I would take issue with one of Reiser's arguments. In his impassioned presentation (‘Developing Inclusive Education: A Commonwealth Perspective Talk by Richard Rieser at Uganda CHOGM People's Forum, November 2007’, included on one of the CD-Roms that accompanies the Guide), Rieser argues: ‘The key thing is to make sure we have high quality teaching. That is the key issue.’ As that is the central argument of VSO's Valuing Teachers research and advocacy, I could hardly disagree. However, despite noting the need to recruit sufficient numbers of teachers to reduce class sizes, he goes on to propose a solution that could in fact damage the quality of the education being provided, or at least not improve it significantly.
His solution is to ‘utilise those within the community who have completed their elementary education to support learning’ (p. 34). This would be fine if it was about using community members to identify disabled children who have never been to school, in order to support them to access education; or to assist those who have dropped out to rejoin the system; or to assist qualified teachers to include disabled students more effectively in their lessons (as demonstrated in the examples that he gives). However, in his presentation he seems to advocate the recruitment of disabled secondary-school graduates to work as teachers: ‘Let's enlist all those who actually graduate from high school to do one or two years of national service….so that they can actually go into the primary schools of the country, and provide a sufficient ratio so that all children can learn. That would be an easy thing that could be done’ (a quotation from the video presentation mentioned above).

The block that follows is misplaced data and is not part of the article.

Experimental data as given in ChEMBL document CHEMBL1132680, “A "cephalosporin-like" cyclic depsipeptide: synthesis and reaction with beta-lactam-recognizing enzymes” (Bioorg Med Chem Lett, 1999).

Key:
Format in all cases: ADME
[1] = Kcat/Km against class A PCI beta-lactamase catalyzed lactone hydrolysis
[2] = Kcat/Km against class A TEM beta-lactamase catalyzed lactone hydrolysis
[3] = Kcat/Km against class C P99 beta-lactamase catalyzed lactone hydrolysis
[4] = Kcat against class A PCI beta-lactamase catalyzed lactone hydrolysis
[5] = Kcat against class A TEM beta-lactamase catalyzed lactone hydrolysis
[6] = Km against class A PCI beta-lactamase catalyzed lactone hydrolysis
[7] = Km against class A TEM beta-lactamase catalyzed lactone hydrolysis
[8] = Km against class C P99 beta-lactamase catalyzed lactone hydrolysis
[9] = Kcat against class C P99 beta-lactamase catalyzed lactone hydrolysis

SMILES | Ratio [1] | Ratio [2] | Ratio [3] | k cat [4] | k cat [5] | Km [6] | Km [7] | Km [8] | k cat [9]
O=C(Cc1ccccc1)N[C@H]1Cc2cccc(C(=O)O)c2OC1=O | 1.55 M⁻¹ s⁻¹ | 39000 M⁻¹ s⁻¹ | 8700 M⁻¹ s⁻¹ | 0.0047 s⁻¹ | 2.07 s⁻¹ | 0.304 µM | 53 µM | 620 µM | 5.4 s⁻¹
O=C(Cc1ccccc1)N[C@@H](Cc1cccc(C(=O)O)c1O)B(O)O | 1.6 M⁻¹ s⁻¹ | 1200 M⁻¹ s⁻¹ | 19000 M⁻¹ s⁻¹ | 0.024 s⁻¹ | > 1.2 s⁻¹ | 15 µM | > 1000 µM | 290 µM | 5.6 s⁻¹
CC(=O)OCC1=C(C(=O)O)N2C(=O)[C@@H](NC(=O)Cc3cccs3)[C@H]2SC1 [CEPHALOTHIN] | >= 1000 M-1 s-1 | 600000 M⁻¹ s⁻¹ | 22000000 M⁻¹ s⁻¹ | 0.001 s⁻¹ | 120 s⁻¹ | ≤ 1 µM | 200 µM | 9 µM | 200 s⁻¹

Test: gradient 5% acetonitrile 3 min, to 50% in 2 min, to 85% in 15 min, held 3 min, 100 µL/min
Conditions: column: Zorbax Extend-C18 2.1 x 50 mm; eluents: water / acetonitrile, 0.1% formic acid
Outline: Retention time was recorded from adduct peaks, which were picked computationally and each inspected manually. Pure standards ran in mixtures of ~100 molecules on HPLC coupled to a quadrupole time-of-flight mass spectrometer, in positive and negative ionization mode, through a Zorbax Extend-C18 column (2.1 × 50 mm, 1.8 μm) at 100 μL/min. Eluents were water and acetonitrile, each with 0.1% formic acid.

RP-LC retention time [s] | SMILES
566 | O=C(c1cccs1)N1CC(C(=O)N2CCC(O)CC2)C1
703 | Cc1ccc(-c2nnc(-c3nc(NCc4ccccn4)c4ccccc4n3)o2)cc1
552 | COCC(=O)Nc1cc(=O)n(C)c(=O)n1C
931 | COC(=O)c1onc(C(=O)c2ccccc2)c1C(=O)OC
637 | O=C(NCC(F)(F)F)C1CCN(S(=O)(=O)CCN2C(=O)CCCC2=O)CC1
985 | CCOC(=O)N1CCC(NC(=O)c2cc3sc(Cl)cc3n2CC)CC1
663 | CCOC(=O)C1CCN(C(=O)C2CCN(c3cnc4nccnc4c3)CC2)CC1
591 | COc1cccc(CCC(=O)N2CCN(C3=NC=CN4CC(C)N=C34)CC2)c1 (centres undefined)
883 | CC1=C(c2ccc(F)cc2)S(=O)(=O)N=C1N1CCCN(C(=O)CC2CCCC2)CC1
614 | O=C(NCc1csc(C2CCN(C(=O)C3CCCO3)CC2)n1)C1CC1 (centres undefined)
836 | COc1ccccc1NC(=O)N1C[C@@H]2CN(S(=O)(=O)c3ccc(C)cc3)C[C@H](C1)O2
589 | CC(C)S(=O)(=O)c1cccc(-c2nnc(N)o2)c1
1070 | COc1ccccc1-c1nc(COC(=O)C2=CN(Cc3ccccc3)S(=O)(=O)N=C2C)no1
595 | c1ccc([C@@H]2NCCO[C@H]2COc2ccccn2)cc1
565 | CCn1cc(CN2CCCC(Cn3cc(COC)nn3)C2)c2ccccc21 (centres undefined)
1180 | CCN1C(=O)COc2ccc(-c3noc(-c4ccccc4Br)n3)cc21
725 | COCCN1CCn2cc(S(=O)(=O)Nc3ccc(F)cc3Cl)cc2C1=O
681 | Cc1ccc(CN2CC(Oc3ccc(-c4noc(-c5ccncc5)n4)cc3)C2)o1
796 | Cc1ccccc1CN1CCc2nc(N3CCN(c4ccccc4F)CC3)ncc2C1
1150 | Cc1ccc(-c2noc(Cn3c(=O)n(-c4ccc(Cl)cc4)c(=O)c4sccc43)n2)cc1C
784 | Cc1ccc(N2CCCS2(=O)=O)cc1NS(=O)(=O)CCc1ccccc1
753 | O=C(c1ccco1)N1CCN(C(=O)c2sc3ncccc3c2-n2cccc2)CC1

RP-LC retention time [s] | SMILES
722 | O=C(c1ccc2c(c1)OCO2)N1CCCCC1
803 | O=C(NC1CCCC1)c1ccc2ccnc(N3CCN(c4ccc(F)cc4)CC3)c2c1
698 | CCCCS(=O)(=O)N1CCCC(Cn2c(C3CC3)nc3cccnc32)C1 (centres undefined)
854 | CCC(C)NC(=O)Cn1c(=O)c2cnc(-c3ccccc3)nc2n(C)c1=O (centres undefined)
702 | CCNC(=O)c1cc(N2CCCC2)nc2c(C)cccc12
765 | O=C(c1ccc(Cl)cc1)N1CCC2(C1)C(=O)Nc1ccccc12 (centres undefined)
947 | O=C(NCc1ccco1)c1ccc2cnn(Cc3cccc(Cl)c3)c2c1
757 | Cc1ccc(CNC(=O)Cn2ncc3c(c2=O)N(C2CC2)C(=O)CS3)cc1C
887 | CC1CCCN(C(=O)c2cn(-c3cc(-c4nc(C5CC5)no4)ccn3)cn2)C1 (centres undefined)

It would indeed be easy, and lots of governments with major teacher shortages are doing it – deploying not just disabled secondary-school graduates, but untrained teachers, particularly to rural schools where shortages are highest. For example, the practice is commonplace in West Africa, in countries like Senegal, The Gambia and Cameroon; in other parts of Africa (for example, Malawi, Mozambique, and Uganda); and in Asia (in countries such as India and Nepal). However, research undertaken by VSO (Mpokosa et al. 2008: ‘Managing Teachers: The Centrality of Teacher Management to Quality Education. Lessons from Developing Countries’; Gardner et al. 2011: ‘Qualifying for Quality Unqualified Teachers and Qualified Teacher Shortages in The Gambia’; Beutel et al. 2011: Teachers Talking Contributions of Primary Teachers to the Quality of Education in Mozambique’) has shown that the deployment of untrained teachers at best replicates poor teaching methodologies – such as rote learning and dictation – and at worst amounts to little more than babysitting.